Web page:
V. Literary Darwinism
    VI. Materialisms in Practice
    A. A New History of "To His Coy Mistress"
    B. Hamlet's Evolution
    C. Frankenstein: The Creature as Proletarian
    D. "The Lore of Fiends": Hawthorne and his Market
    E. Fathers and Sons, Gods and Slaves in Huckleberry Finn
    F. "But they're priceless!" Material versus Exchange Value in "Everyday Use"
    VII. Summary of Key Points
    VIII. Limitations of Materialist Approaches

    5. Literature and Linguistics
    I. Structuralism and Post-structuralism, Including Deconstruction
    A. Structuralism: Contexts and Definitions
    B. The Linguistics Model
    C. Russian Formalism: Extending Saussure
    D. Structuralism, Levi-Strauss, and Semiotics
    E. French Structuralism: Coding and Decoding
    F. British and American Interpreters
    G. Post-Structuralism, Deconstruction
    II. Dialogics
    III. Linguistic Approaches in Practice
    A. Deconstructing "To His Coy Mistress"
    B. The Deep Structure of Hamlet
    C. Language and Discourse in Frankenstein
    D. Huck and Jim: Dialogic Partners
    E. "Speak of the Devil!": The Sermon in "Young Goodman Brown"
    F. "Asalamalakim!" Linguistic Distortion in "Everyday Use"
    IV. Summary of Key Points
    V. Limitations of Linguistic Approaches

    6. The Psychological Approach: Freud
    I. Aims and Principles
    A. Abuses and Misunderstandings of the Psychological Approach
    B. Freud's Theories
    C. Other Theories
    II. The Psychological Approach in Practice
    A. Hamlet: the Oedipus Complex
    B. Rebellion Against the Father in Huckleberry Finn
    C. Prometheus Manqué: The Monster Unbound
    D. "Young Goodman Brown": Id over Superego
    E. Sexual Imagery in "To His Coy Mistress"
    F. Morality Principle Over Pleasure Principle in "Everyday Use"
    III. Summary of Key Points
    IV. Other Possibilities and Limitations of the Psychological Approach

    7. Mythological and Archetypal Approaches
    I. Definitions and Misconceptions
    II. Some Examples of Archetypes
    A. Images
    B. Archetypal Motifs or Patterns
    C. Archetypes as Genres
    III. Myth Criticism in Practice
    A. Anthropology and Its Uses
    1. The Sacrificial Hero: Hamlet
    2. Archetypes of Time and Immortality: "To His Coy Mistress"
    B. Jungian Psychology and Its Archetypal Insights
    1. Some Special Archetypes: Shadow, Persona, and Anima
    2. "Young Goodman Brown": A Failure of Individuation
    3. Creator or Creator: Who is the Real Monster in Frankenstein?
    4. Syntheses of Jung and Anthropology
    C. Myth Criticism and the American Dream: Huckleberry Finn as the American Adam
    D. "Everyday Use": The Great [Grand]Mother
    IV. Summary of Key Points
    V. Limitations of Myth Criticism

    8. Feminisms and Gender Studies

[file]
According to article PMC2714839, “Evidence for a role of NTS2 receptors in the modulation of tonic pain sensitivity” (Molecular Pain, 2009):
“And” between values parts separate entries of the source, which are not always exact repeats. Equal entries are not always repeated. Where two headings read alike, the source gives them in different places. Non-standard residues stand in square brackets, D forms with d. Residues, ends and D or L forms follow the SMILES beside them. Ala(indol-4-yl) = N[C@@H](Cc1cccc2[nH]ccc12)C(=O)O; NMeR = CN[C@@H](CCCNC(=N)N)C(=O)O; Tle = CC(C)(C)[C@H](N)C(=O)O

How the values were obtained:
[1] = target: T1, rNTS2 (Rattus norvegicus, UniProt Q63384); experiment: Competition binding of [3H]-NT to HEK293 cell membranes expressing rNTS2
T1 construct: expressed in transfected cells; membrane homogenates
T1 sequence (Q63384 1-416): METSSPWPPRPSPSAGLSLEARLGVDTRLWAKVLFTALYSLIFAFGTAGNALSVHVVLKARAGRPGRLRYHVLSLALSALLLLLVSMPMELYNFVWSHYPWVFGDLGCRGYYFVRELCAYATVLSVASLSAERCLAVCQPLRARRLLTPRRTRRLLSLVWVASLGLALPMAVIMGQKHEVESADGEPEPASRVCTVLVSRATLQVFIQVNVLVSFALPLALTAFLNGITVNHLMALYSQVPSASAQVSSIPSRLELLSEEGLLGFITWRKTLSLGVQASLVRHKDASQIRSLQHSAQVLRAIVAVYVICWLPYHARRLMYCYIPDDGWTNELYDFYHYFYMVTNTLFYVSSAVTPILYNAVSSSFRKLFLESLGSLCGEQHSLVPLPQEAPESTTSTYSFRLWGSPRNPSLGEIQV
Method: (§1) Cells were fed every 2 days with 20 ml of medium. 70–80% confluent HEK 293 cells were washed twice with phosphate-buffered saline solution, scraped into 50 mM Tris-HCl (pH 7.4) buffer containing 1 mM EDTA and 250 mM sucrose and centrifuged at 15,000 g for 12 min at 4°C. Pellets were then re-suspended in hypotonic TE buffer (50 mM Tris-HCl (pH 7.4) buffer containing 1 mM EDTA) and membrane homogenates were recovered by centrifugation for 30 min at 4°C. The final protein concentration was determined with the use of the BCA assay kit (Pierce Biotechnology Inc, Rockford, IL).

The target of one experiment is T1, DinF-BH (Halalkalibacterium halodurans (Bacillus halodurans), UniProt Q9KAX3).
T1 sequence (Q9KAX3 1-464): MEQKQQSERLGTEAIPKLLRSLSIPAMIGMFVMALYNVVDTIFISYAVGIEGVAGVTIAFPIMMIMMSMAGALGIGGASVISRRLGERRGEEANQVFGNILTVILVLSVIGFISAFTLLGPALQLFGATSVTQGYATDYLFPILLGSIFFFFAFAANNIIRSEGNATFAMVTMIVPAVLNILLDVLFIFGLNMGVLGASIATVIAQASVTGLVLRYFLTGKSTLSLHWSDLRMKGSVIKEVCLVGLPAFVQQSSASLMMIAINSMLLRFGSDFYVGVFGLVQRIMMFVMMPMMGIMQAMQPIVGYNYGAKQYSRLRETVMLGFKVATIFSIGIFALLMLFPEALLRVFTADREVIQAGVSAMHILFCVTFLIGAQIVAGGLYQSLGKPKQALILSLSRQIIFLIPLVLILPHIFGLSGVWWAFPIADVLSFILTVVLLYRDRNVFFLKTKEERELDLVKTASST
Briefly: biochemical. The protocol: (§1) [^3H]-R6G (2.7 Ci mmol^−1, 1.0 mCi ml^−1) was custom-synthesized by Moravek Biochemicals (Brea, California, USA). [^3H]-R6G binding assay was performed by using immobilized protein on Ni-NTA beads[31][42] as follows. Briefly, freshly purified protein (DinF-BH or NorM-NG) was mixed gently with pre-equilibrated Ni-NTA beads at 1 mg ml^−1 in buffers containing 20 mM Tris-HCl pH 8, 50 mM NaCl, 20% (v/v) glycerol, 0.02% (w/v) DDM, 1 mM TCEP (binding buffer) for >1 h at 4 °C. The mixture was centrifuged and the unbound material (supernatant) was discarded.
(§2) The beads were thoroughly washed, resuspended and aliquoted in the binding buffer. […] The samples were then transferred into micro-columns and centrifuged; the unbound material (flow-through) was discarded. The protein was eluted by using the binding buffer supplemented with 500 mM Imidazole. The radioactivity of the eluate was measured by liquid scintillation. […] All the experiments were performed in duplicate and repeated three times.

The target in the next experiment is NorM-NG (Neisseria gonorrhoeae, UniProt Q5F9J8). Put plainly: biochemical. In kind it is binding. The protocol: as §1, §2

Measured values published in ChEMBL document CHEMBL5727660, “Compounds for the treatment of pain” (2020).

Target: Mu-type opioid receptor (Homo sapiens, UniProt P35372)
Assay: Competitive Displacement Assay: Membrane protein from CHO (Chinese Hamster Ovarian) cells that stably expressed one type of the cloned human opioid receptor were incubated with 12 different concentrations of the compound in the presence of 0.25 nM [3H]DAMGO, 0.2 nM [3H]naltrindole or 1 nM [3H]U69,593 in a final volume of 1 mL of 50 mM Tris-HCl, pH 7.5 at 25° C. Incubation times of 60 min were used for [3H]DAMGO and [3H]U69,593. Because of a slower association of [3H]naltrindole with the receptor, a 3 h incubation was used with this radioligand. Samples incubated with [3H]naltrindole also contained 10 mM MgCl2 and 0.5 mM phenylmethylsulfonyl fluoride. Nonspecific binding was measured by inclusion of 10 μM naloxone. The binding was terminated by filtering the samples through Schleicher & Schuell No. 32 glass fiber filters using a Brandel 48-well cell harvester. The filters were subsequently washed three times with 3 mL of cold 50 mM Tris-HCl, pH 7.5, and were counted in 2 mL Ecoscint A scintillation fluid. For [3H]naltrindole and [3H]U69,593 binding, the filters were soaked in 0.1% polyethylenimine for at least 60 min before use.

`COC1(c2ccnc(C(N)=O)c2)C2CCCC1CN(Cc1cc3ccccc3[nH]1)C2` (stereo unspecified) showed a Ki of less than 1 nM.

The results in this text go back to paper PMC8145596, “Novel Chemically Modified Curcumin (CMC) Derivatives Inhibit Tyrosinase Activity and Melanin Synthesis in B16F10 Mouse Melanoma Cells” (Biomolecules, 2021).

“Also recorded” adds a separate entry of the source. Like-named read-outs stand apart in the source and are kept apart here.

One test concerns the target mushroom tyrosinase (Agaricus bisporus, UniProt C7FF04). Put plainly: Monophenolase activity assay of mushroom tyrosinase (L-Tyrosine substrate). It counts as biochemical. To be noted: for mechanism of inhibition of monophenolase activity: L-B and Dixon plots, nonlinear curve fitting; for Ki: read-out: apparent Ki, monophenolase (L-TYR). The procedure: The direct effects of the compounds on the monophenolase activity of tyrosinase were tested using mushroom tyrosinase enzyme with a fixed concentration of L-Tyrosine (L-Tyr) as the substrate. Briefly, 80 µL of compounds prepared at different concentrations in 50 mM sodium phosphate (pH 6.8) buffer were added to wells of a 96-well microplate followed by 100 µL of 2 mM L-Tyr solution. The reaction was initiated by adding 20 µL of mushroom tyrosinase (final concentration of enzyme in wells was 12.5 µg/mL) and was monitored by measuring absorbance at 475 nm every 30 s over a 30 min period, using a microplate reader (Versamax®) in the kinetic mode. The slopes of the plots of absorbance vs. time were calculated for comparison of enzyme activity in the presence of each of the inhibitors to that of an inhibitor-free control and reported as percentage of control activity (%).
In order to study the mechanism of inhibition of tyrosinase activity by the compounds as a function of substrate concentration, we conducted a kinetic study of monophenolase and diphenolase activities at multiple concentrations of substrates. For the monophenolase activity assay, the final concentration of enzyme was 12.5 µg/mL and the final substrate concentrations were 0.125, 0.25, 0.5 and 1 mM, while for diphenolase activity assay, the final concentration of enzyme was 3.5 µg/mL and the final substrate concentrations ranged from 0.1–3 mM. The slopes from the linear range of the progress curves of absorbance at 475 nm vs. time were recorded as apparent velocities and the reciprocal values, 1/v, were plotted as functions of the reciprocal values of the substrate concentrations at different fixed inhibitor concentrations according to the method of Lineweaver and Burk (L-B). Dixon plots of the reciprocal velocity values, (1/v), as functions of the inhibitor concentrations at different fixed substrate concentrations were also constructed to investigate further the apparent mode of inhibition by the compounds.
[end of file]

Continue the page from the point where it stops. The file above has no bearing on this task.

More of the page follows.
I. Feminisms and Feminist Literary Criticism: Definitions
    II. First-, Second-, and Third-Wave Feminisms
    III. The Literary Woman: Created or Constructed?
    A. Feminism and Psychoanalysis
    B. Feminists of Color
    C. Marxist and Materialist Feminisms
    D. Feminist Film Studies
    IV. Gender Studies
    V. Feminisms and Gender Studies in Practice
    A. The Marble Vault: The Mistress in "To His Coy Mistress"
    B. Frailty, Thy Name Is Hamlet: Hamlet and Women
    C. "The Workshop of Filthy Creation": Men and Women in Frankenstein
    1. Mary and Percy, Author and Editor
    2. Masculinity and Femininity in the Frankenstein Family
    3. "I Am Thy Creature. . ."
    D. Men, Women, and the Loss of Faith in "Young Goodman Brown"
    E. Women and "Sivilization" in Huckleberry Finn
    F. "In Real Life": Recovering the Feminine Past in "Everyday Use"
    VI. Summary of Key Points
    VII. The Future of Feminist and Gender Studies: Some Problems and Limitations

    9. Cultural Studies
    I. What Is (or Are) Cultural Studies?
    II. United States Ethnic Studies
    A. African American Writers
    B. Latina/o Writers
    C. Native American Literatures
    D. Asian American Writers
    III. Postmodernism and Popular Culture
    A. Postmodernism
    B. Popular Culture
    IV. Cultural Studies in Practice
    A. Two Characters in Hamlet: Marginalization with a Vengeance
    B. "To His Coy Mistress": Implied Culture
    C. From Paradise Lost to Frank-N-Furter: The Creature Lives!
    1. Revolutionary Births
    2. "A Race of Devils"
    3. The Frankenpheme in Popular Culture: Fiction, Drama, Film, Television
    D. A Postmodern Goodman Brown
    E. "Telling the Truth, Mainly": Huck and Twain as Tricksters
    F. Cultures in Conflict: A Story Looks at Cultural Change
    V. Summary of Key Points
    VI. Limitations of Cultural Studies

    10. Postcolonial Studies
    I. Postcolonialism: Definitions
    II. Some Key Figures
    III. Postcolonial Critical Practices
    A. Seventeenth-Century English Colonization and "To His Coy Mistress"
    B. Hamlet: Postcolonial Adaptations
    C. Frankenstein: Are There Any New Worlds?
    D. Jim's Superstitions in Huckleberry Finn
    E. Salem: A City Upon a Hill?
    F. The End of an Era: "Everyday Use"
    IV. Summary of Key Points
    V. Limitations of Postcolonial Studies

    Epilogue

    Appendix A Andrew Marvell, "To His Coy Mistress"

    Appendix B Nathaniel Hawthorne, "Young Goodman Brown"

    Appendix C Alice Walker, "Everyday Use"

    Glossary of Literary Terms

    Bibliography

    Index